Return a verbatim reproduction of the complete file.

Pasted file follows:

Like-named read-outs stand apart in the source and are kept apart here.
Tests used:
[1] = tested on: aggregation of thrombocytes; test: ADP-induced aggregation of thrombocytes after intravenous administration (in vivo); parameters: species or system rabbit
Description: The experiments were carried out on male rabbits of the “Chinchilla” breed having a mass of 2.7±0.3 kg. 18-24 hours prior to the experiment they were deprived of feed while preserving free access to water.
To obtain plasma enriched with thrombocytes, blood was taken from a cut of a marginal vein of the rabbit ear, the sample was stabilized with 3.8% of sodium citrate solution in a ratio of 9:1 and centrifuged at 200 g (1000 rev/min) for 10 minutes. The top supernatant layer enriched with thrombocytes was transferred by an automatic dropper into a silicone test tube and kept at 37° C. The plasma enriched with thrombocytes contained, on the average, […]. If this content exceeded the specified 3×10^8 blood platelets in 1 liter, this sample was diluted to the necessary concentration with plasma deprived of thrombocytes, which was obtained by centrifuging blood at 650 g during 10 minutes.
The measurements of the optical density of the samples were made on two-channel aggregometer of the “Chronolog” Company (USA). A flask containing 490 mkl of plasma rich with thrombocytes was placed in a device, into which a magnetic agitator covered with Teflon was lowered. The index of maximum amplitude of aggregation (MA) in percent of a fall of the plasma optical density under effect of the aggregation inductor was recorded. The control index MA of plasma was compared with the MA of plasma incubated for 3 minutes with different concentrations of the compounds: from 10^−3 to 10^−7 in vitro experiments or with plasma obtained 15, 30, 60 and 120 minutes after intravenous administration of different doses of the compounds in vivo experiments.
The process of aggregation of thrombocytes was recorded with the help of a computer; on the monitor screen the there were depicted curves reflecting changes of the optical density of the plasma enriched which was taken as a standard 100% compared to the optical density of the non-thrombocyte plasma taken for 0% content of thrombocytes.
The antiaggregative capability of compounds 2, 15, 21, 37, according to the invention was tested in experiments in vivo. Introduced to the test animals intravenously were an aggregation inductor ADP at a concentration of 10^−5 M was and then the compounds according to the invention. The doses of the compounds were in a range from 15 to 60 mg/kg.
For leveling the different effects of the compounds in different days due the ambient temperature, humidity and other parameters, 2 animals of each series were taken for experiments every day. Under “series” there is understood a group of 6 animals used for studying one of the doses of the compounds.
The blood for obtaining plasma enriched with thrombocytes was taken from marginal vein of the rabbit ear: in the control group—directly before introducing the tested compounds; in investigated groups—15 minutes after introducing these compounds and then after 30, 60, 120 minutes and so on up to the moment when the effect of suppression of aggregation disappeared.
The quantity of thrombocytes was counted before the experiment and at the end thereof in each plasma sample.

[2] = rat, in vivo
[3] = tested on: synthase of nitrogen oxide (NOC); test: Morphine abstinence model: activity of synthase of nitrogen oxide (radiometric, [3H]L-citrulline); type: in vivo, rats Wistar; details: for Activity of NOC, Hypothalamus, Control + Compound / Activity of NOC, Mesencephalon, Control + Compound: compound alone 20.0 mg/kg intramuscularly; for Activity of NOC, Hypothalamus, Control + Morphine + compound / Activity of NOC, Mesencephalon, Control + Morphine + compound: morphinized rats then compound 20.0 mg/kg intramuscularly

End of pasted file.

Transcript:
Like-named read-outs stand apart in the source and are kept apart here.
Tests used:
[1] = tested on: aggregation of thrombocytes; test: ADP-induced aggregation of thrombocytes after intravenous administration (in vivo); parameters: species or system rabbit
Description: The experiments were carried out on male rabbits of the “Chinchilla” breed having a mass of 2.7±0.3 kg. 18-24 hours prior to the experiment they were deprived of feed while preserving free access to water.
To obtain plasma enriched with thrombocytes, blood was taken from a cut of a marginal vein of the rabbit ear, the sample was stabilized with 3.8% of sodium citrate solution in a ratio of 9:1 and centrifuged at 200 g (1000 rev/min) for 10 minutes. The top supernatant layer enriched with thrombocytes was transferred by an automatic dropper into a silicone test tube and kept at 37° C. The plasma enriched with thrombocytes contained, on the average, […]. If this content exceeded the specified 3×10^8 blood platelets in 1 liter, this sample was diluted to the necessary concentration with plasma deprived of thrombocytes, which was obtained by centrifuging blood at 650 g during 10 minutes.
The measurements of the optical density of the samples were made on two-channel aggregometer of the “Chronolog” Company (USA). A flask containing 490 mkl of plasma rich with thrombocytes was placed in a device, into which a magnetic agitator covered with Teflon was lowered. The index of maximum amplitude of aggregation (MA) in percent of a fall of the plasma optical density under effect of the aggregation inductor was recorded. The control index MA of plasma was compared with the MA of plasma incubated for 3 minutes with different concentrations of the compounds: from 10^−3 to 10^−7 in vitro experiments or with plasma obtained 15, 30, 60 and 120 minutes after intravenous administration of different doses of the compounds in vivo experiments.
The process of aggregation of thrombocytes was recorded with the help of a computer; on the monitor screen the there were depicted curves reflecting changes of the optical density of the plasma enriched which was taken as a standard 100% compared to the optical density of the non-thrombocyte plasma taken for 0% content of thrombocytes.
The antiaggregative capability of compounds 2, 15, 21, 37, according to the invention was tested in experiments in vivo. Introduced to the test animals intravenously were an aggregation inductor ADP at a concentration of 10^−5 M was and then the compounds according to the invention. The doses of the compounds were in a range from 15 to 60 mg/kg.
For leveling the different effects of the compounds in different days due the ambient temperature, humidity and other parameters, 2 animals of each series were taken for experiments every day. Under “series” there is understood a group of 6 animals used for studying one of the doses of the compounds.
The blood for obtaining plasma enriched with thrombocytes was taken from marginal vein of the rabbit ear: in the control group—directly before introducing the tested compounds; in investigated groups—15 minutes after introducing these compounds and then after 30, 60, 120 minutes and so on up to the moment when the effect of suppression of aggregation disappeared.
The quantity of thrombocytes was counted before the experiment and at the end thereof in each plasma sample.

[2] = rat, in vivo
[3] = tested on: synthase of nitrogen oxide (NOC); test: Morphine abstinence model: activity of synthase of nitrogen oxide (radiometric, [3H]L-citrulline); type: in vivo, rats Wistar; details: for Activity of NOC, Hypothalamus, Control + Compound / Activity of NOC, Mesencephalon, Control + Compound: compound alone 20.0 mg/kg intramuscularly; for Activity of NOC, Hypothalamus, Control + Morphine + compound / Activity of NOC, Mesencephalon, Control + Morphine + compound: morphinized rats then compound 20.0 mg/kg intramuscularly